Because of geography, Greece has become the main gateway to Europe and the EU, receiving more than 850,000 registered irregular migrants, according to the IOM.
This cause-and-effect relationship must receive serious policy making consideration and action. If ignored, it creates the potential for millions of refugees to destabilize already stressed economies in the Western Balkans and makes for an easily predictable new refugee crisis.
In assessing this current human migration pattern, it is important that leaders and policy makers not view the current migration crisis as similar to past experiences.
The European migration in the first half of the 20th century was propelled by economic crises and wars. The great death and destruction of the wars had significantly diminished working age populations.
Challenges to deal with
This factor was a key driver in shaping post-war migration patterns because the demand for immigrant workers was very high.
Although the population demographics of the EU indicate a need for foreign workers to bolster its aging workforce, its collective current unemployment rate is just below 10%.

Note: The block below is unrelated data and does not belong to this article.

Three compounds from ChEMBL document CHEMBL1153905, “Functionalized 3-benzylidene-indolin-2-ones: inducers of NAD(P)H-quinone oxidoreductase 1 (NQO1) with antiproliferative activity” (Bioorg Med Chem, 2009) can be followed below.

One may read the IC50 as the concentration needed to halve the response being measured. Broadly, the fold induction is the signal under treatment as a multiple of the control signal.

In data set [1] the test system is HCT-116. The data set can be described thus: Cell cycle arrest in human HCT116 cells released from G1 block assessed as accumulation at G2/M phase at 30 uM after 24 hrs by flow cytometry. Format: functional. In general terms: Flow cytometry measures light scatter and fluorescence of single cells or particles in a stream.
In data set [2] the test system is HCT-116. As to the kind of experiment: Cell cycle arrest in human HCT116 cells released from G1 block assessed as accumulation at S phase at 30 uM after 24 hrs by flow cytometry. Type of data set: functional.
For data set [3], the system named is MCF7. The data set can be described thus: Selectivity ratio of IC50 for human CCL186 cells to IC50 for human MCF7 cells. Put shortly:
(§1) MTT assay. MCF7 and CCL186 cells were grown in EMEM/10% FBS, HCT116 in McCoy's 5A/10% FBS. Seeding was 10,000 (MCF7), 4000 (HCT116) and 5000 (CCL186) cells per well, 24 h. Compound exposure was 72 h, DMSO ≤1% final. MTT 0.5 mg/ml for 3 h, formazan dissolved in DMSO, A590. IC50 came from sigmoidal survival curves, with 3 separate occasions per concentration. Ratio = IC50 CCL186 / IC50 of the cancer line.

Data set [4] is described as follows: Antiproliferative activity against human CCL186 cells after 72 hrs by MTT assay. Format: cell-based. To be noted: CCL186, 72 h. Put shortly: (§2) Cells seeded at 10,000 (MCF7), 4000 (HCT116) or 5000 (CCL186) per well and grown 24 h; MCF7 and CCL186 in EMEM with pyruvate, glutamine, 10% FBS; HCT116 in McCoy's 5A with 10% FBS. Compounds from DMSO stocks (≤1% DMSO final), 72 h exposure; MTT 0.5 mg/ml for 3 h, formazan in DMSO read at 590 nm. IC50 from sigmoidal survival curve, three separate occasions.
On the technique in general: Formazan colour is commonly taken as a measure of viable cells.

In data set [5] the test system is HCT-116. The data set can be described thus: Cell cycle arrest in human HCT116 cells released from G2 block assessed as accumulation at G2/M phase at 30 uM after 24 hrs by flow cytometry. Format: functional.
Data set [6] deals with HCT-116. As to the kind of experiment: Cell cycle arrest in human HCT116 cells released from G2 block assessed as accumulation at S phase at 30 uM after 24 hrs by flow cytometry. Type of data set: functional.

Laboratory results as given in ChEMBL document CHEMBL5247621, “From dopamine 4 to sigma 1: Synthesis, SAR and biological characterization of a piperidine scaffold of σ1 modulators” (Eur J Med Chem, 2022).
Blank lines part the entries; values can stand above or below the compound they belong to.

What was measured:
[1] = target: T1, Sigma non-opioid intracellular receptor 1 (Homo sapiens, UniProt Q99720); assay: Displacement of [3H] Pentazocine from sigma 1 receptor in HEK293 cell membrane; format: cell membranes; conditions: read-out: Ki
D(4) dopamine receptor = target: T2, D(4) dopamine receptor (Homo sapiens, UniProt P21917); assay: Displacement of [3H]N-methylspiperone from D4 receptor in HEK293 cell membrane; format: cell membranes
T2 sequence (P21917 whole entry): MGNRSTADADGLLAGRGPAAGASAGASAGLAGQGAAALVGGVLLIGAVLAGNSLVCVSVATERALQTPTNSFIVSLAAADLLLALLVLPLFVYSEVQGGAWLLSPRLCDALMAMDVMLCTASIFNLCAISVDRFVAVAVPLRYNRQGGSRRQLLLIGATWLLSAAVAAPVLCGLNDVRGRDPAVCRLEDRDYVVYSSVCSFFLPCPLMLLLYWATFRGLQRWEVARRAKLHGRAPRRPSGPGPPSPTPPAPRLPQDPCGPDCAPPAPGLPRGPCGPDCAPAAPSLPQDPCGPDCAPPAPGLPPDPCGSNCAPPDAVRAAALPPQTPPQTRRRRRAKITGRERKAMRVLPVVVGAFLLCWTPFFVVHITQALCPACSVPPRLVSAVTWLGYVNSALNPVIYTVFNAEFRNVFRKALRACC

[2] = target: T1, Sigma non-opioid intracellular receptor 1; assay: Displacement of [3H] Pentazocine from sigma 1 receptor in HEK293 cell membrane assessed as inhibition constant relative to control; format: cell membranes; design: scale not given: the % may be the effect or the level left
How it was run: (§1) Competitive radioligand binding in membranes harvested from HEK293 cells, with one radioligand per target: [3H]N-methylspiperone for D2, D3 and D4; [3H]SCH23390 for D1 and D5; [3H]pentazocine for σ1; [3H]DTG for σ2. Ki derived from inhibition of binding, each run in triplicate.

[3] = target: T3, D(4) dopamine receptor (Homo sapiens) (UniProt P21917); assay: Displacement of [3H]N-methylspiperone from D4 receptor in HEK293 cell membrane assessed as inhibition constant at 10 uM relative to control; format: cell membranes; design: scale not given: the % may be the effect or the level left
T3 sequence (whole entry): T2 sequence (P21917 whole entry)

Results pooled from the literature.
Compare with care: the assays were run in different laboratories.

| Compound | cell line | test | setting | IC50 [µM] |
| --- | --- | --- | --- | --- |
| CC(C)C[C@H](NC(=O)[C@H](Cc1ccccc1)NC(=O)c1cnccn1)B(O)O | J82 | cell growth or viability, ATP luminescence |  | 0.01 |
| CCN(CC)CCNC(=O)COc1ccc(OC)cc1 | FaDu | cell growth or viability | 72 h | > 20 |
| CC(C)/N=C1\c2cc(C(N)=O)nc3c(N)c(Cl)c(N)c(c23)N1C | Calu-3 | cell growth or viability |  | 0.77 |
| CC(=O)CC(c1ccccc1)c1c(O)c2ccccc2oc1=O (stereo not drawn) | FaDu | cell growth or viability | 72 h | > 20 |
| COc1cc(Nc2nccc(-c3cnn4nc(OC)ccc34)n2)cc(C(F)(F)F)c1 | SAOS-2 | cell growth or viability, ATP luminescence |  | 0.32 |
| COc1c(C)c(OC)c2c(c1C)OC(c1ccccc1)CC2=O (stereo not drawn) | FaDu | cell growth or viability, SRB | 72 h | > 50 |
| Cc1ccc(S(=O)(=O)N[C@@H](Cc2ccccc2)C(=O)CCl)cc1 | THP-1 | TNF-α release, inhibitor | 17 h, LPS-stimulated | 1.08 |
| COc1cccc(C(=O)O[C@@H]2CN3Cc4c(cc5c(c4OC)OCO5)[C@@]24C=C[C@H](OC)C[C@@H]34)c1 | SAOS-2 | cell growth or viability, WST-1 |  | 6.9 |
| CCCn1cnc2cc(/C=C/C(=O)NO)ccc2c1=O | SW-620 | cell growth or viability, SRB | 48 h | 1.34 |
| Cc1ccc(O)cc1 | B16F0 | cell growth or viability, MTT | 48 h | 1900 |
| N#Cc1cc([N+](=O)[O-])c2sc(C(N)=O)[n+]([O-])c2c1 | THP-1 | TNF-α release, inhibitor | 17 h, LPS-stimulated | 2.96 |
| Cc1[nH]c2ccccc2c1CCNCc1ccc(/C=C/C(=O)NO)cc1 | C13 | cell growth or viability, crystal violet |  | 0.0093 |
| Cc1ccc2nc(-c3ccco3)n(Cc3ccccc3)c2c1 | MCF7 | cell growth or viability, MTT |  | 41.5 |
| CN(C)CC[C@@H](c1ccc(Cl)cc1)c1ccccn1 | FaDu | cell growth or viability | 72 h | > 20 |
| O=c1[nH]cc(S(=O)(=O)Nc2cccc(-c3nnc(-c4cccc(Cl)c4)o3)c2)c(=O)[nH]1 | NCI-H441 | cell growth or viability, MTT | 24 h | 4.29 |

This indicates that EU countries are far from ready to expand the number of unemployed by adding refugees with questionable skills to the pool of job seekers.
The current migration patterns, not only in Europe but also in Africa or Latin America, are decidedly different from the previous one. In the 21st century, migration is caused primarily by despair in the sending countries – not so much by demand in the destination countries.
Further complicating the current migration challenge is the fact that the refugees and asylum seekers are non-Europeans. This is important for planning purposes because their different religious and cultural identities make the resettlement goal of integration very difficult.
This will make matters more challenging at the local level and likely further dissuade localities from accepting more refugees.
As EU countries restrict inflows of migrants, they will likely view it as a fix to the crisis. However, this would be an illusion and a huge mistake.